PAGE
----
The Canadian Football League’s return-to-play plan is based on a hope and a prayer.
The NHL and NBA completed 2020 seasons in hub cities and have already targeted return dates for next season.
The NCAA and NFL and are playing football, although there has been lots of positive coronavirus tests that forced schedule changes.
The Premier League, La Liga, Bundesliga, Serie A, Ligue 1 and Major League Soccer are playing amid the COVID-19 pandemic.
Meanwhile, the CFL is waiting and crossing its fingers for a vaccine.
“Much of the news has been that we’re seeing a spike and governments and health care officials are asking us to be careful, but it’s hard to ignore that there is some good news happening,” Ambrosie said in his state of the league address at Grey Cup Unite week.
Anticipating what Ambrosie would say next, it seemed as though he would divulge a multi-faceted plan for the league to return to play in 2021. Full stadiums are ideal, but 50 percent attendance, no fans in the stands, and hub city or bubble models are all possibilities for which the league should be prepared — vaccine or not. Instead, the commish relayed the news of the day.
“First we had Pfizer come out with its vaccine. This morning we woke up to the wonderful news that Moderna look like they’ve got a vaccine. There’s lots of reasons to feel optimistic about 2021,” Ambrosie said.
Yes, in a perfect world the highly-anticipated vaccine would be approved, distributed and eradicate the virus or at least greatly diminishes its impact. However, the CFL needs to be adaptable and that doesn’t appear to be a trait the league has in its skillset.
MLS commissioner Don Garber has admitted Canadian franchises such as the Montreal Impact, Toronto FC, and Vancouver Whitecaps FC, are still operating at a loss — similar to a handful of CFL organizations. On the flip side, franchise values are improving and playing through the virus has been viewed as an investment in the league’s future.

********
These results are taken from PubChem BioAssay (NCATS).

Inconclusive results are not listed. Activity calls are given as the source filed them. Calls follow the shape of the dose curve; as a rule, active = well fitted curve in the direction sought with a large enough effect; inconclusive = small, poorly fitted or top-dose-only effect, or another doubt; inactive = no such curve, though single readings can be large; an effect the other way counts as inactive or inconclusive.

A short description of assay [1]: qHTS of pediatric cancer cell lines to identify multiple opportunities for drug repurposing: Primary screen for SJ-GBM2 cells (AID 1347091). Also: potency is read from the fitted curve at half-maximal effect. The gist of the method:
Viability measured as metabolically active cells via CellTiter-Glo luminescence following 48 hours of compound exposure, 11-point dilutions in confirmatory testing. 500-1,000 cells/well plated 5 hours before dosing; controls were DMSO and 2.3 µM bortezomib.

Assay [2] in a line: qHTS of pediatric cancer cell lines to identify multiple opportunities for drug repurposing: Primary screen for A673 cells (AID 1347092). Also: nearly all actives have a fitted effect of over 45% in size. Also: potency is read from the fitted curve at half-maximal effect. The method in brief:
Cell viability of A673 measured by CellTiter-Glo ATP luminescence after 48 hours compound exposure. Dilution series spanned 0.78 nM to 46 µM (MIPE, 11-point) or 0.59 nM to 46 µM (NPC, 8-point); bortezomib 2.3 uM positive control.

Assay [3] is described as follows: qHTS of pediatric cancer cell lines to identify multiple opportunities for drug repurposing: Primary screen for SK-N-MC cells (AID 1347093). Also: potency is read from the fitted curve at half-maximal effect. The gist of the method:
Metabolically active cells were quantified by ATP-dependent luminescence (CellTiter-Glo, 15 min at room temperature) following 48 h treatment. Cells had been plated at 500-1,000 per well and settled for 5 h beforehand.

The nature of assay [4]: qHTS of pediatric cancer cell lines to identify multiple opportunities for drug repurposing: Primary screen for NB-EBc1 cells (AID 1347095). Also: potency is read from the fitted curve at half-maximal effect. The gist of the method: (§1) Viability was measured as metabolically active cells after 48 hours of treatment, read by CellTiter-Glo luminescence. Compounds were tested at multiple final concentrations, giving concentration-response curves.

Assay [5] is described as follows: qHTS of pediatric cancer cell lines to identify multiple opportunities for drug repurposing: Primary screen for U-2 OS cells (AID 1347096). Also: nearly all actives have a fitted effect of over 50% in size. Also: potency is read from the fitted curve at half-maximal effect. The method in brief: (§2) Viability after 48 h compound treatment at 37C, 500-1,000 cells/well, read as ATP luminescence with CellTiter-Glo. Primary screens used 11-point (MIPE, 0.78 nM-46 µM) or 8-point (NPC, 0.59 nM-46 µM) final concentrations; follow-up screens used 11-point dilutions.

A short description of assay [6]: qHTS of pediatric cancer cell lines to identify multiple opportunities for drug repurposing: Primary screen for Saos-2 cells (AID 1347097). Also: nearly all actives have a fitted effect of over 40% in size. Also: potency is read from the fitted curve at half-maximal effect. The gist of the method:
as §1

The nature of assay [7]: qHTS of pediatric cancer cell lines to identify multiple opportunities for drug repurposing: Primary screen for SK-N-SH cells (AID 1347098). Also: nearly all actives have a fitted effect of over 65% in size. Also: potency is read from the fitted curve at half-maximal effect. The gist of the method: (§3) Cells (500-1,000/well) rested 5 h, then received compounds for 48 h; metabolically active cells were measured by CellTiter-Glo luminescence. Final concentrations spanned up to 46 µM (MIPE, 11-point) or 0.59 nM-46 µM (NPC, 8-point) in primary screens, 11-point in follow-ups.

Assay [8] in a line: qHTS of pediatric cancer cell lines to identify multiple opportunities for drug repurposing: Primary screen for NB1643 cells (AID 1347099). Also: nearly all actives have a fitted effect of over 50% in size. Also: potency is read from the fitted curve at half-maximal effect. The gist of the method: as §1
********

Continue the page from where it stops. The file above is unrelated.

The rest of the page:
The Canadian Elite Basketball League executed a Summer Series, crowning a 2020 champion without a vaccine and reported zero positive coronavirus cases.
The Canadian Premier League executed The Island Games, crowning a 2020 champion without a vaccine and reported zero positive coronavirus cases.
The NHL was given the go ahead to bring players from around the world into Toronto and Edmonton without a vaccine and reported zero positive coronavirus cases. The teams played down to a Stanley Cup champion — Tampa Bay Lightning — in the Alberta capital.
“I am hoping that as this vaccine story continues to develop, and the vaccine starts to find its way into our communities, that the border restriction issue will start to change and we’ll see the border opening,” Ambrosie said.
“That will give an opportunity for our players from the U.S. and around the world to enter Canada. It’s early, the nice thing is it’s only the middle of November, and we’ve still got lots of time.”
In fairness, the CEBL and CPL require a smaller amount of players and league personnel to operate when they managed to bring players over the border following government guidelines. The sheer volume of people involved raises the three-down league’s level of difficulty to play, but the NHL did it with 24 teams and 52 people per squad, which equaled 1,248 split between two cities. That’s why relying on outside forces isn’t a prudent approach for the CFL.
“The announcement of the second vaccine today only serves to give us more optimism that it’s the right time now to start zeroing in on a specific scenario to get back to play in 2021,” Ambrosie said.
“The scenario that we’ll go with has yet to be determined. It is obviously going to be informed by how the health crisis plays out.”
Regardless of the factors, Gary Bettman found a way in Canada, Mike Morreale found a way in Canada, and David Clanachan found a way in Canada. It’s time for Ambrosie and the board of governors to do the same instead of putting two hands together and looking to the heavens for a miracle vaccine.